6. Executing on Innovation. Although innovation is a proven path to differentiation and competitiveness, the banking industry’s short-term focus, siloed approach to operations and risk-averse culture work against the potential for meaningful advancements. Banking will begin to replicate the best of fintech start-ups while leveraging their customer base scale advantage to respond to a changing marketplace.
7. Exploring Advanced Technologies. Blockchain technology, robots, artificial intelligence (AI), biometric authentication and the Internet of Things (IoT) were all mentioned by our crowdsourced panel this year. While there will be a great deal of debate as to the likelihood of any of these trends gaining traction in the next 12 months, most panelists believe the debate can only be around timing.
8. Emergence of a New Breed of Banks. Competing with legacy banks that have the advantage of assets, large customer bases, established systems and technology and experience is not an easy task for a fintech start-up. On the other hand, similar to a pick-up truck vs. a semi trailer in a tight turn, size also has its disadvantages. Old core infrastructures that were built before the ATM were not built with digital technology or mobility in mind. As a result, it is more difficult to respond to the significant number of specialized fintech providers that are competing in service areas such as payments, mobile transactions and even advisory services. Our panel expects to see a number of new ‘challenger banks’ appear in the US, UK and other locations globally.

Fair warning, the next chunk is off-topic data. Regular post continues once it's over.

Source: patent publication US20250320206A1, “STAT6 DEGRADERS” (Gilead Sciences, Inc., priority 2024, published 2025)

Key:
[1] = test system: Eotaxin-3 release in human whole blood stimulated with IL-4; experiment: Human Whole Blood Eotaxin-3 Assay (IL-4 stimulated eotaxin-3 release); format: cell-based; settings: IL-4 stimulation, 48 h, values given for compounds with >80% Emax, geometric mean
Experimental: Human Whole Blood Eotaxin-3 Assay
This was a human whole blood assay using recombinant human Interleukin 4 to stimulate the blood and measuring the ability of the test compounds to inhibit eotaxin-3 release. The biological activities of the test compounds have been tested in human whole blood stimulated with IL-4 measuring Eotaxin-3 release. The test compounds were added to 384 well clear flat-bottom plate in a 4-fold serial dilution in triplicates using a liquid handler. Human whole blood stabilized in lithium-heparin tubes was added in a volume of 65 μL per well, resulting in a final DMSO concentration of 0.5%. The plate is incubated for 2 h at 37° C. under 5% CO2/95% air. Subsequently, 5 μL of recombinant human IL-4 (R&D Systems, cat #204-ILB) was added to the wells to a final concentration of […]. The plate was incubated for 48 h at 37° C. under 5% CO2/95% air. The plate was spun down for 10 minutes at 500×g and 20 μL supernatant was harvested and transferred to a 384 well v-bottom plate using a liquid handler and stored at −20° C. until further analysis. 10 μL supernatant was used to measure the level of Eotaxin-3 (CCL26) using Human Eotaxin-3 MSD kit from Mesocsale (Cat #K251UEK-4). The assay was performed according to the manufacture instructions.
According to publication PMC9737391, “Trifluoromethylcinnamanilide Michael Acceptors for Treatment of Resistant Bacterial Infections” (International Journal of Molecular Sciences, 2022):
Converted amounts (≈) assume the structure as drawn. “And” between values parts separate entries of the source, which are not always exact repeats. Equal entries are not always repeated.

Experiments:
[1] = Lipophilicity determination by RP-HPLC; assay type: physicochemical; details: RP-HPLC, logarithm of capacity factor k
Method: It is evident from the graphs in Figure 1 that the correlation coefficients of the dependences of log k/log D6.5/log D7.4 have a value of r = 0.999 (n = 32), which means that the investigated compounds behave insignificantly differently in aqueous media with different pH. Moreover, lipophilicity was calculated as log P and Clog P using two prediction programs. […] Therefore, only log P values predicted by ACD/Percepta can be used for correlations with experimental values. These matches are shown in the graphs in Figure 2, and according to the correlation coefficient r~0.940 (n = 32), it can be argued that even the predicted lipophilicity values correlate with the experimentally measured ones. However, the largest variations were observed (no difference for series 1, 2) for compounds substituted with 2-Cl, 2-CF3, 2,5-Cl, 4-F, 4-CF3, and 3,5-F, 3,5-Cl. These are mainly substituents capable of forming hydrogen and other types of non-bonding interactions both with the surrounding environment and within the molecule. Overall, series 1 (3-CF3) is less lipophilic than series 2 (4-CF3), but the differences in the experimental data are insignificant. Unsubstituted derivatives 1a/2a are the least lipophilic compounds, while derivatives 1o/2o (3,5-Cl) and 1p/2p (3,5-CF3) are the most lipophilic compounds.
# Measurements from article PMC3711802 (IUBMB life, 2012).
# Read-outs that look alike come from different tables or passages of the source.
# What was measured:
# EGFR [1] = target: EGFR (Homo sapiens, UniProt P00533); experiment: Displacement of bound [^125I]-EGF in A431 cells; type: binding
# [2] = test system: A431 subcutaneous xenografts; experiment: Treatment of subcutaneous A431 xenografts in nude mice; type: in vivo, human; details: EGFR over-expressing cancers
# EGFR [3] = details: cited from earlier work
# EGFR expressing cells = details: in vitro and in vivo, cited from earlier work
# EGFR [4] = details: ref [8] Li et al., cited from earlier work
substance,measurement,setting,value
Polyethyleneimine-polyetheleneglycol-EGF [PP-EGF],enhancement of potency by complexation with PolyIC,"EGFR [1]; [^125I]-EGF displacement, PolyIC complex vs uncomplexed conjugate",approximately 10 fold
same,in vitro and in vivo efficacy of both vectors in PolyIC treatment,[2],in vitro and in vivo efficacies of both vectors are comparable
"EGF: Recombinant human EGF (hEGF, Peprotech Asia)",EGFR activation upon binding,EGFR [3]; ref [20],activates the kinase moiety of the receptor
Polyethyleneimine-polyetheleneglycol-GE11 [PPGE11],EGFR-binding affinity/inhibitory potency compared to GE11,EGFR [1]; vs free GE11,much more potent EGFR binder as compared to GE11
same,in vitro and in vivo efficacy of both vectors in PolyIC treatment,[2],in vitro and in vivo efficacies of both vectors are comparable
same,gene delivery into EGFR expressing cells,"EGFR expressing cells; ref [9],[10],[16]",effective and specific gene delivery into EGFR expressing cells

9. Mining New Talent. A significant change in the industry’s priorities is expected in 2016, from a focus on responding to regulations and compliance to a greater emphasis on building a ‘digital bank’. This shift in emphasis manifests itself in the fact that updated technology is banking’s biggest priority this year (up from number 4 last year) and that, for the third consecutive year, the industry’s biggest challenge was satisfying the demands of better-informed and less-loyal consumers. Underlying all of these priorities is the need to hire technologically savvy talent.
10. Responding to Regulatory Changes. In an effort to be more proactive, banks will begin to embed compliance throughout the organization, ensuring the most efficiency and effective use of resources. This will involve both cultural change and a streamlining and simplification of processes. For many organizations, the centralization of the compliance process has worked well, especially in regards to know your customer and anti-money laundering efforts. Advanced use of data for identification and surveillance of abnormal behavior helps detect for instance.
The Road Ahead
More than ever before, all of the banking industry’s constituencies are being impacted by the transformation of the banking industry. The category that has the most to gain from the changes expected in 2016 will be the consumer. They are not only in the driver’s seat with regards to being able to voice their digital banking expectations, but there are more firms than ever trying to meet those expectations.
As banking organizations further digitize their offerings, the consumer will benefit. In 2016, we will see end-to-end digital account opening
and onboarding solutions, contextual offers, better pricing that reflects the economies from digital transformation, and a greater array of offerings coming from the partnership of fintech and legacy banking organizations.
We expect to see this wave of enhanced consumerism continue for the next several years. As margins get squeezed, competition intensifies and the government opens the door for a free market banking system, the banking industry will be in a constant state of flux.